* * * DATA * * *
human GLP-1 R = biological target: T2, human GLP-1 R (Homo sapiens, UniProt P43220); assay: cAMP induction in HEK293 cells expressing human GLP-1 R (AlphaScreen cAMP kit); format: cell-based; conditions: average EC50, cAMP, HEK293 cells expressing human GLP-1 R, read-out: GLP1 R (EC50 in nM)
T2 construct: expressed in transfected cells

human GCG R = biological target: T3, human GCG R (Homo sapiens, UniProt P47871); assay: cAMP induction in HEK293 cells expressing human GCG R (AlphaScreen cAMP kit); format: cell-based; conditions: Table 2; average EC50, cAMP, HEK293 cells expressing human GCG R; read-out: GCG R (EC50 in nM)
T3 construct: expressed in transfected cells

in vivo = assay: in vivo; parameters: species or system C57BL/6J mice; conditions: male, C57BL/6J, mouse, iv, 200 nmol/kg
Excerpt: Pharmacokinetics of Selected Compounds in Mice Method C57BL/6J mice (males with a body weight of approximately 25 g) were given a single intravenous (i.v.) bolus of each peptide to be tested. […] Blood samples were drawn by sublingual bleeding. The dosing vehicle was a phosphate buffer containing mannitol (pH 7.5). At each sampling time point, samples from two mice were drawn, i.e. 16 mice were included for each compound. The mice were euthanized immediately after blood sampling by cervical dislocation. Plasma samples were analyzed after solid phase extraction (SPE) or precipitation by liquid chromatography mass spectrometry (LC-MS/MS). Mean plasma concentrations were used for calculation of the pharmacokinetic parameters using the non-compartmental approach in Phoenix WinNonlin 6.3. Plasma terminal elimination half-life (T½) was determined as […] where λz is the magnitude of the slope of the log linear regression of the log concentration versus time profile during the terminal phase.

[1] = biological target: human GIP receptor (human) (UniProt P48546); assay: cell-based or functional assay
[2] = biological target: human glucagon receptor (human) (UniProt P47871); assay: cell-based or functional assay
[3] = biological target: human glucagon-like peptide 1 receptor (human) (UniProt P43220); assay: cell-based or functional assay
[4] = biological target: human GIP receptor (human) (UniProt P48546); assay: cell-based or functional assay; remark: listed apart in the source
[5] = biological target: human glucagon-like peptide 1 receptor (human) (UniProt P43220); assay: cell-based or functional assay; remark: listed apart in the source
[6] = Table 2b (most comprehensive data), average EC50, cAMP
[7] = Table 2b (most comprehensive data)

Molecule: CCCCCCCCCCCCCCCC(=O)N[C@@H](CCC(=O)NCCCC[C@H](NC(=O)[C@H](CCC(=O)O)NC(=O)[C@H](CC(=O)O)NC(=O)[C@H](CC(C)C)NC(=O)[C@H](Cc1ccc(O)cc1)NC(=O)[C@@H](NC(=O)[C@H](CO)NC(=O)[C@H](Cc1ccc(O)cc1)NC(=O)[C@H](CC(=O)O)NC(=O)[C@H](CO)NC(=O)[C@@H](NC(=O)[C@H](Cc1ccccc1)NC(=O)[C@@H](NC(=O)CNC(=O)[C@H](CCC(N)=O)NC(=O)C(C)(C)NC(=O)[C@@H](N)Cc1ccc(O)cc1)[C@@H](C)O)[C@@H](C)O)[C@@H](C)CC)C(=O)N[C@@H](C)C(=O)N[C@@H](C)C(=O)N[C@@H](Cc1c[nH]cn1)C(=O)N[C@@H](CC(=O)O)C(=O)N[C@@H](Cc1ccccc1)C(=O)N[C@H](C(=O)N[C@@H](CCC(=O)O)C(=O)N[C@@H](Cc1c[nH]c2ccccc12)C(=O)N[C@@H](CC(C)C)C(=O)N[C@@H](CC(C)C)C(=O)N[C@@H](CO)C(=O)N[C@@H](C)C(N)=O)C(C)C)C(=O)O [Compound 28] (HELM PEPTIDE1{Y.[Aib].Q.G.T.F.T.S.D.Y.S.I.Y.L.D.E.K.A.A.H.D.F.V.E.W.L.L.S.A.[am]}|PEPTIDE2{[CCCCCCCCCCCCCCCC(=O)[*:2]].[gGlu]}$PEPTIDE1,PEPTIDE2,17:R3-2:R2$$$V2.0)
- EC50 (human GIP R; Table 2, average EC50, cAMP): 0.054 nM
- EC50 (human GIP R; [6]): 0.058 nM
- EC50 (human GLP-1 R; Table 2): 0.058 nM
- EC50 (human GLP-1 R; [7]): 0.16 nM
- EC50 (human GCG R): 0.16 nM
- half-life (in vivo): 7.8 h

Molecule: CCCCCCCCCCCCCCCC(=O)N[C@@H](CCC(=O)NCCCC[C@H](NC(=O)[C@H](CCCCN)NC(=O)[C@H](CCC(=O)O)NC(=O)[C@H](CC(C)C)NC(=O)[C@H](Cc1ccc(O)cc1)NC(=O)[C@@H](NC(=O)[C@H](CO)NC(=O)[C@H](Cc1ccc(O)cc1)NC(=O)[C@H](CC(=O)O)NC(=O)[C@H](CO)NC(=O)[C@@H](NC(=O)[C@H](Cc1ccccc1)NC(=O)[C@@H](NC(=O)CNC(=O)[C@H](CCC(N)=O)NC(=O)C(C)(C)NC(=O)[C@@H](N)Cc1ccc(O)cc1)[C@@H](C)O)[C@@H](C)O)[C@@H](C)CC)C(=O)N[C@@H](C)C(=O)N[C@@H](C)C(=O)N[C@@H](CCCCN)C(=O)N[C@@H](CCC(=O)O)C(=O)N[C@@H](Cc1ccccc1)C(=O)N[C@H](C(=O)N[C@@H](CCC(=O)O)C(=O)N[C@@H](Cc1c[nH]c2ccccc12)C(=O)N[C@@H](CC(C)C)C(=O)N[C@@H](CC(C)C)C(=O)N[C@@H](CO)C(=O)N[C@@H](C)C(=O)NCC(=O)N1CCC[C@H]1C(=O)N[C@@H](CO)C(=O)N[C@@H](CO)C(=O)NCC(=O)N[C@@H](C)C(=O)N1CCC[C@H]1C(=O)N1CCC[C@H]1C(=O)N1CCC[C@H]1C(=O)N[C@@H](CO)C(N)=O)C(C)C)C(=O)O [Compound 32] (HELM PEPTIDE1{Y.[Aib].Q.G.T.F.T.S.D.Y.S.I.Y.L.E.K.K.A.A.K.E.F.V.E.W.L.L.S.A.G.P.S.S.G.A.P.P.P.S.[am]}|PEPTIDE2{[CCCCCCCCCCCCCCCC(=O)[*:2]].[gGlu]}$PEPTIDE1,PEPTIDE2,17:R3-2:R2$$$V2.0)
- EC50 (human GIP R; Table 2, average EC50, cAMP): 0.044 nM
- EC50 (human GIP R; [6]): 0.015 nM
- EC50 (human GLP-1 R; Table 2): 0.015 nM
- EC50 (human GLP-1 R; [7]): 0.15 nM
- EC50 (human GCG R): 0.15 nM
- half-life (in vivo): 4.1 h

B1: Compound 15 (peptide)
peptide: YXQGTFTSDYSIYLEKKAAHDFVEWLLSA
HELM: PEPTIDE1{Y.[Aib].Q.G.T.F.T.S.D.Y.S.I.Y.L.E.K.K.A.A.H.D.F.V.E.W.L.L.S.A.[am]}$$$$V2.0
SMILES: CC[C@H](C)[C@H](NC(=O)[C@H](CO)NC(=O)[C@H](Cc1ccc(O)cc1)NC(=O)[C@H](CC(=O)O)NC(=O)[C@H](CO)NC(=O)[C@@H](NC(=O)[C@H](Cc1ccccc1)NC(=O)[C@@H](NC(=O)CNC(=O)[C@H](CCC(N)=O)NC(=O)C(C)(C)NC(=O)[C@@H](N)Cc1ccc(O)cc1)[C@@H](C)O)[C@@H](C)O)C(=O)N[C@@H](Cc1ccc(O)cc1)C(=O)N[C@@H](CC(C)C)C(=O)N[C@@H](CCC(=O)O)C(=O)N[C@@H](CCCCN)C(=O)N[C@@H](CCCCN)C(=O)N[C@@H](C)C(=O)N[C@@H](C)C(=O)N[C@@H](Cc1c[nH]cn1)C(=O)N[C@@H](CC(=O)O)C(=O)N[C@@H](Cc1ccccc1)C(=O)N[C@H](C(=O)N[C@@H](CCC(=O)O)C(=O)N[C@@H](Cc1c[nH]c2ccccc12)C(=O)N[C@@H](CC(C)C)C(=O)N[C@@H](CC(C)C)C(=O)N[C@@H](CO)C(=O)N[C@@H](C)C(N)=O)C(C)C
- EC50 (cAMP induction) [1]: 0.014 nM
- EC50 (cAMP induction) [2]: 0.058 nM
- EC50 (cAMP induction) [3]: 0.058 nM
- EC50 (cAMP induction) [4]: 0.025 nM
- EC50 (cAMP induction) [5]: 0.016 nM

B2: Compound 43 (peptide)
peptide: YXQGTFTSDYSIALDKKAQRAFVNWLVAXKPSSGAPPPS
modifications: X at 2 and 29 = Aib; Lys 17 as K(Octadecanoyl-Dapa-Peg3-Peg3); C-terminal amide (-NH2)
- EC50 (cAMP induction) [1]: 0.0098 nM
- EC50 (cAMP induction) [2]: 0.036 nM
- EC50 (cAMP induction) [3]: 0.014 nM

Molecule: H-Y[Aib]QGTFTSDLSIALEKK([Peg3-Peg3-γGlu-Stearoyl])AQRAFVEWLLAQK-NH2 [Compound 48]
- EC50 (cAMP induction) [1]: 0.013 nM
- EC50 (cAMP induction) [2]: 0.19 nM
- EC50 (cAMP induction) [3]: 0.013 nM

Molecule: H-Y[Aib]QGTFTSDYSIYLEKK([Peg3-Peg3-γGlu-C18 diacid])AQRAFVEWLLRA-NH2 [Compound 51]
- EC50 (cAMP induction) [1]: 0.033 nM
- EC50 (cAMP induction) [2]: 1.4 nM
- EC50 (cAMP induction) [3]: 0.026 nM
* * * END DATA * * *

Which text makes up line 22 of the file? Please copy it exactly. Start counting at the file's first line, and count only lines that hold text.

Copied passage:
- EC50 (human GIP R; Table 2, average EC50, cAMP): 0.044 nM